“Educating the mind without educating the heart is no education at all.” – Aristotle
It is a day that begs to be lived outside.
The air is the perfect temperature where one isn’t the slightest bit too cold or hot, where long sleeves and sandals provide the perfect amount of coziness and comfort, where the orangey-browns of Autumn trees contrast beautifully against a pale blue sky. It is a day for the park.
My girlfriend and I loaded up our children and snacks and ventured to the playground for a welcome break. We sat at a sunny table. Our older ones ran off immediately, the younger ones swarmed like eager minnows in a pond of snacks, grabbing with open mouths for whatever edible item would emerge before them.
And then I heard her — beside us, a kind voice with a New York accent — “Hi there. I just have to say —”
We looked up into the sun to greet the face of a smiling grandmother who was there with her 2-year-old grandson.
“I just have to say,” she continued, “You have wonderful children.”
“Thank you!” my girlfriend and I said in unison, surprised, trying to feed the babies below us quickly enough to appease the whines and grabbing hands.
“No, really, they’re just great. I’ve been watching them with my little grandson. Often the big kids run away from him or push him away when I take him to the park, but they have been including him and playing with him,” she said appreciatively.
We thanked her for her kind words and carried on to another topic of conversation (about how she, too, had given birth to a child with Down syndrome 30 years ago, and all that entailed). And yet, as I sit here this afternoon, her simple appreciation of our children’s niceness is what has echoed in my mind.
Who knows, our older kids may have distractedly thought her grandson was just another little brother in our brood — and my own young children still need plenty of reminders about sharing and kindness — but yet, I am appreciative to that grandmother for making the point to say something. Their apparent kindness stood out to her — and that stood out to me.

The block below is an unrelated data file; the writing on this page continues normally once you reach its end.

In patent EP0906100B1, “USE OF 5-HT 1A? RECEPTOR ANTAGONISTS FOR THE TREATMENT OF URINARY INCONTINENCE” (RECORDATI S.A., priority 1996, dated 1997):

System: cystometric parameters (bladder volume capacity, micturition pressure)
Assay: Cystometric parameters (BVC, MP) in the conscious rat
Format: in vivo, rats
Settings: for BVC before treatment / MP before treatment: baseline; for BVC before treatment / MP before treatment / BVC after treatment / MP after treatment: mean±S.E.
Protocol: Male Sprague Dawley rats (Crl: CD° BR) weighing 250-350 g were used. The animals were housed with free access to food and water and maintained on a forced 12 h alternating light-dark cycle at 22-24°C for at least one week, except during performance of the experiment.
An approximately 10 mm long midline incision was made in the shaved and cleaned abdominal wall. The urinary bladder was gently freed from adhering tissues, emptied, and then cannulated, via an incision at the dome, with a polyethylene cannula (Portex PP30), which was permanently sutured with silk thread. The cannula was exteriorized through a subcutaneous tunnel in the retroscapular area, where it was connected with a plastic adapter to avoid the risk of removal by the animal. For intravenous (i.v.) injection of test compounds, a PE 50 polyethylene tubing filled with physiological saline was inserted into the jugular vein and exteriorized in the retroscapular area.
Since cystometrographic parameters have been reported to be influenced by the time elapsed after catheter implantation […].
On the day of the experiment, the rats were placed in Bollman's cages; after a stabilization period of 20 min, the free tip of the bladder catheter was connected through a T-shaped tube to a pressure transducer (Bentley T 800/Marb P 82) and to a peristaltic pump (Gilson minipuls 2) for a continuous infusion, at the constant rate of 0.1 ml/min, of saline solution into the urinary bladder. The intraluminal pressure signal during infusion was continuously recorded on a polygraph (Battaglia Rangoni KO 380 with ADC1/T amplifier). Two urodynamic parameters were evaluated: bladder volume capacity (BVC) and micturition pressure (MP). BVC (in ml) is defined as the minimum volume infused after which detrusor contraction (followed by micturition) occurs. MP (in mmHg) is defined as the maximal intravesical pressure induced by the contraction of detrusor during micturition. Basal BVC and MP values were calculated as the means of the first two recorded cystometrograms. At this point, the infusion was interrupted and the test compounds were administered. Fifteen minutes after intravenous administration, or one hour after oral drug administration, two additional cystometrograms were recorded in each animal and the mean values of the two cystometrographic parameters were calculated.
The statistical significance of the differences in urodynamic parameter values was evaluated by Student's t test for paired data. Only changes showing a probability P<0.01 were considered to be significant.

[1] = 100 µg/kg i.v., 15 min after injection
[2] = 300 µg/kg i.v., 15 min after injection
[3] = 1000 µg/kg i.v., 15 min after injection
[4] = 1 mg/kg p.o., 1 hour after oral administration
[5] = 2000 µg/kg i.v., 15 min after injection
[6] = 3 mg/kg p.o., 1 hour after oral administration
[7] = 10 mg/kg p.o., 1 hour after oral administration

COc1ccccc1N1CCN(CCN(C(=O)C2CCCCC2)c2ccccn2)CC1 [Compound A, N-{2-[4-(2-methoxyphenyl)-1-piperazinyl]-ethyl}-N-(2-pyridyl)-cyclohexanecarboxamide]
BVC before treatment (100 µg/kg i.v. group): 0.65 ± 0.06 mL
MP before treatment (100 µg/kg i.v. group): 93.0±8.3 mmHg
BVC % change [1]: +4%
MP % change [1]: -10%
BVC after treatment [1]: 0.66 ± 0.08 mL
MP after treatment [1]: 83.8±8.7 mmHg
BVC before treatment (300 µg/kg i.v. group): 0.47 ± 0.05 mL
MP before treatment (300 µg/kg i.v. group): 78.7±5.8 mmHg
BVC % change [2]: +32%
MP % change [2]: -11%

As a mother and homeschooler, I put a lot of pressure on myself: are my children learning everything they should? Am I pushing them enough academically? Am I exposing them to enough this or that for whatever standards we measure these sorts of things by?
But then, on a beautiful day as they play and run and encourage and include each other, I think to myself: well, that’s sort of it, isn’t it?
There are lots of things to be learned in this life, but there’s not much more important than learning how to be a friend.
I don’t remember too many specifics from my academic experiences growing up, but I have been the new girl a lot — and I do remember the kids who stepped out of their comfort zones to say hi and invite me to sit at their table. I don’t recall who all of the CEOs at every job I ever had was, but I do remember the coworkers and janitors who took the extra moment to go out of their way to see how I was doing. It is something not all people do, but that all people need — to be noticed, to be connected with, to be included.
Every day I am grateful to observe and be part of a community of friends and families who model this inclusion. Big kids who aren’t too old or cool to indulge a doting little toddler. Children who aren’t too embarrassed or busy to notice that a new kid is standing alone. Parents who teach from a generous heart by treating others with the same kindness. This spirit of love and inclusion and coming out of oneself is lived within their homes and overflows into the greater community. It is a lesson that grows exponentially as families connect together, as friends meet friends, as love begets love.
“I’ve learned that people will forget what you said, people will forget what you did, but people will never forget how you made them feel.” — Maya Angelou